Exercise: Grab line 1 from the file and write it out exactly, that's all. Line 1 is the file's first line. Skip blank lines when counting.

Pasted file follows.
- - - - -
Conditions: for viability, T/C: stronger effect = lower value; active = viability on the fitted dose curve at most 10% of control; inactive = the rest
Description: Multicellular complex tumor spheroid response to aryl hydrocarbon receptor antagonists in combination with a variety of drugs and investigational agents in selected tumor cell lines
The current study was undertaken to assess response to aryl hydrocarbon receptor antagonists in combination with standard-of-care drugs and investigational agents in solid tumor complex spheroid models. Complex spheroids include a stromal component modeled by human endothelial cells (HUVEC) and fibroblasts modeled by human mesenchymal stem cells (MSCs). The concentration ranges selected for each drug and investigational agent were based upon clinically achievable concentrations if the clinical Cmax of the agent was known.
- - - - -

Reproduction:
Conditions: for viability, T/C: stronger effect = lower value; active = viability on the fitted dose curve at most 10% of control; inactive = the rest